It has been nearly four years since we began The Peleh Residency, our residency based in Berkeley, CA that offers artists across all genres the time, space and support to practice their craft. It was designed to accommodate artists with families, and the residency provides a space apart for retreat, reflection, and art-making. It is an opportunity to foster new collaborations, audiences, and connections, while specifically supporting artists in pursuit of their craft while continuing to be parents and caregivers.
The Peleh Residency is one of the few fully-supported, specifically family-friendly residencies in the country, and it emerged from the vision of the Peleh Fund to support both the creative process, and a new kind of cultural infrastructure that honors a commitment to family and work. The program reflects two core beliefs of its founders. First, that the universal experience of caregiving and working must be acknowledged and supported by our institutions if we are to thrive as a community. And second, that art and culture have the power to cross boundaries between people and ideas, bringing historical identity into modern life in new ways.
A number of years after this program began, we asked artists who were part of the residency to reflect on their experience and how this focus on art, family, and caregiving has impacted their lives and work. Over the next few months, we will be sharing these reflections on our Magazine, hoping to present a multi-voiced picture of this program and the impact of this approach to supporting artists.
The first reflection is from our first artist-in-residence, Alicia Jo Rabins.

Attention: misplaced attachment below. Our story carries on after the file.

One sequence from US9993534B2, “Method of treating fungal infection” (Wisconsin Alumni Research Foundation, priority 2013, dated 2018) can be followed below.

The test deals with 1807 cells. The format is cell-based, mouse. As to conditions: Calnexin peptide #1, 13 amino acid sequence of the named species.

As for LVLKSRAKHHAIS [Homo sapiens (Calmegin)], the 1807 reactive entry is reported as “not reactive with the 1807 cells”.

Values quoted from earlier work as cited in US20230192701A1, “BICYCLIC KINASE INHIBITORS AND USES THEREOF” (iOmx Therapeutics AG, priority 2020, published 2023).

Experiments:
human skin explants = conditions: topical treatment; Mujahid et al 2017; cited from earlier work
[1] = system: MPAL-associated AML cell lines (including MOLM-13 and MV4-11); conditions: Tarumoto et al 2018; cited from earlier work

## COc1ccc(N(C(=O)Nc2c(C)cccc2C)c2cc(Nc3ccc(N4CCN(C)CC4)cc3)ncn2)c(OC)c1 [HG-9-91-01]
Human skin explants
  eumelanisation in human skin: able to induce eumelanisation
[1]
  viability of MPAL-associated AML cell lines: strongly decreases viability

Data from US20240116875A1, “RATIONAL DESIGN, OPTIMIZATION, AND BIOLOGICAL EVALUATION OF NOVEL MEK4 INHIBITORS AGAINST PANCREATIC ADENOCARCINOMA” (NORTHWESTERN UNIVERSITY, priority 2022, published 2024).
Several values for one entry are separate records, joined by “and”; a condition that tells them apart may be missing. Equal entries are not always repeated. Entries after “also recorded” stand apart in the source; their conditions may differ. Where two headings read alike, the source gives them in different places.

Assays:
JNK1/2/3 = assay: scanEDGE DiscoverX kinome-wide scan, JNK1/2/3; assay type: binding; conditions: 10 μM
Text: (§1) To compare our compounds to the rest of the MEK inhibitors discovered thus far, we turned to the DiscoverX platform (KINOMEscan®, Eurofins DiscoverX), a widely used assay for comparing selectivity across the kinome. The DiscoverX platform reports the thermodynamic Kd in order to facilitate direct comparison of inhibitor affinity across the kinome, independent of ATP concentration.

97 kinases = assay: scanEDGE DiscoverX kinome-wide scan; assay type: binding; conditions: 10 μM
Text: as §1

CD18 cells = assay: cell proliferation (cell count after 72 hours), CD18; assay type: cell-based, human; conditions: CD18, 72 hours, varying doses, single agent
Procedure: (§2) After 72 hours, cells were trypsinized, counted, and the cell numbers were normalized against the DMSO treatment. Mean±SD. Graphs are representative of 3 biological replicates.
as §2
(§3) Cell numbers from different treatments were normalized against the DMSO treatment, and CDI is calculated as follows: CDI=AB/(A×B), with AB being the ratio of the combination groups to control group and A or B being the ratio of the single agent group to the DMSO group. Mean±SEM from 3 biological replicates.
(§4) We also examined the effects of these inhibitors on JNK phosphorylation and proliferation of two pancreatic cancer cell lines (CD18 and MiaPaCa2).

This is the only residency I’ve been able to do since my kids were born eight-and-a-half years ago. Since I already travel a lot for work, my days away are usually maxed out. I wouldn’t have left my kids just to write for two weeks, and wouldn’t have been able to bring them without child care, which the residency afforded me. I didn’t have to choose between being an artist and being a parent. I felt I could be the parent I wanted to be, and the artist I wanted to be. That was radical.
My residency was a bit different than the others in that I had two shorter visits, the first for two weeks and the other for ten days. The first visit I spent working on my book of poetry, Fruit Geode. I wasn’t quite sure what these poems were crystallizing into, and I needed to process four years or writing. When I got to the residency I remember having two piles, one for Fruit Geode, and one for another book, still in progress. It’s when I had culled the work into the two piles that I could really identify the heart and soul of Fruit Geode, figure out the order of the work, and so forth.
For the second visit, I wanted to work specifically on a memoir. During that time I had an amazing move forward on this seven-year project. I went through 70,000 words, and among other things changed the entire book from present to past tense. I went through every single sentence. During the course of that I made many other changes as well.
Many parts of my artistic practice I can do in short periods of time when I’m home, and I don’t always need a period of unbroken concentration to move forward. But some parts of my process require it, and I used the residency period very consciously on those pieces. For the memoir, for instance, I needed that unbroken focus to stay inside of the book; to hear it speak to itself, and get at the consistency of its voice.
The house itself was extremely helpful, having a living space in the front and a work space in the back. In the studio out back I was able to use the floors and walls really well, especially being able to tape stuff to the walls. In Portland I lived in a one-bedroom apartment, and had no walls to speak of. And so the residency studio felt like a sacred, creative space, separate from the domestic space.
It would have been heartbreaking for me to work on a book about parenting, but across the country from where my kids were. To immerse myself in the book, and then to parent in the evenings, was invaluable emotionally.
My daughter Sylvia wrote her first words on the back steps of the house. She had found some chalk, and when I came over to her I saw she had written one word: Mama.